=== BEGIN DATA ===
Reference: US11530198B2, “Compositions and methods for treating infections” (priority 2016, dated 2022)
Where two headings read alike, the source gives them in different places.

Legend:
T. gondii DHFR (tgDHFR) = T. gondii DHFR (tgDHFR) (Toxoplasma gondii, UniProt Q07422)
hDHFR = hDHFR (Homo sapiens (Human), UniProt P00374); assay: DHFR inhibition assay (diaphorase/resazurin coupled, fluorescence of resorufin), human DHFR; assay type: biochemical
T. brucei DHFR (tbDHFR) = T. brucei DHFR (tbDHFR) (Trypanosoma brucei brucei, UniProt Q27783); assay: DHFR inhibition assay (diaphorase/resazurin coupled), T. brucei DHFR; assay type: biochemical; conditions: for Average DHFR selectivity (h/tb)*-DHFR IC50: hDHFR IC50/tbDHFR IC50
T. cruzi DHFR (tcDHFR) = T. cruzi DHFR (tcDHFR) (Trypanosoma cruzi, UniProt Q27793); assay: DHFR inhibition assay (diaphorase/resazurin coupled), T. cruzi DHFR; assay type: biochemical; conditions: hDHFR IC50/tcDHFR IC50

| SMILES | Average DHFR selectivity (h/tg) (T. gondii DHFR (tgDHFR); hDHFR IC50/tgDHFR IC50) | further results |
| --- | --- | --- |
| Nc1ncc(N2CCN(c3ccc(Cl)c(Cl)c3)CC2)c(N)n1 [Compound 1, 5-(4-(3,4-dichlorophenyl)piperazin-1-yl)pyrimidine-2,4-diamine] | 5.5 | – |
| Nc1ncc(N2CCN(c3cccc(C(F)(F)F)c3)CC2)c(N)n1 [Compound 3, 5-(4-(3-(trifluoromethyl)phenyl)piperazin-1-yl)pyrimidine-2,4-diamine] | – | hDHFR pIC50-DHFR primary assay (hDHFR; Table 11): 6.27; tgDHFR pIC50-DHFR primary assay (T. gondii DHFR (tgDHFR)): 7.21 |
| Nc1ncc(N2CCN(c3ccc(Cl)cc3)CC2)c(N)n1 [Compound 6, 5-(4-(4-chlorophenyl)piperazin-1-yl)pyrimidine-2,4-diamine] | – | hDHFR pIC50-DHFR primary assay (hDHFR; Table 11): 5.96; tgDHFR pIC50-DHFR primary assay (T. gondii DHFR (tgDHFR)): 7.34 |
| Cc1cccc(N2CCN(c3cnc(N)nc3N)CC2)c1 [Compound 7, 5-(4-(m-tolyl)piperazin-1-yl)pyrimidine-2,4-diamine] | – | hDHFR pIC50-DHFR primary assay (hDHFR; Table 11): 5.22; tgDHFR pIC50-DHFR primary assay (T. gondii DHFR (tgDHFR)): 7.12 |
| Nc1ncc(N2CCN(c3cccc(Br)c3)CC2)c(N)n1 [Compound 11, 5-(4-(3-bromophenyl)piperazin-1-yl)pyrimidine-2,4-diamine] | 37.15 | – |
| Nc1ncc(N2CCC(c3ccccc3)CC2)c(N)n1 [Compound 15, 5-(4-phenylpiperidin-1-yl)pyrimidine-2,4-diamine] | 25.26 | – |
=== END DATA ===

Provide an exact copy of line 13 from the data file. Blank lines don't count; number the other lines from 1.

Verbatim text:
| Cc1cccc(N2CCN(c3cnc(N)nc3N)CC2)c1 [Compound 7, 5-(4-(m-tolyl)piperazin-1-yl)pyrimidine-2,4-diamine] | – | hDHFR pIC50-DHFR primary assay (hDHFR; Table 11): 5.22; tgDHFR pIC50-DHFR primary assay (T. gondii DHFR (tgDHFR)): 7.12 |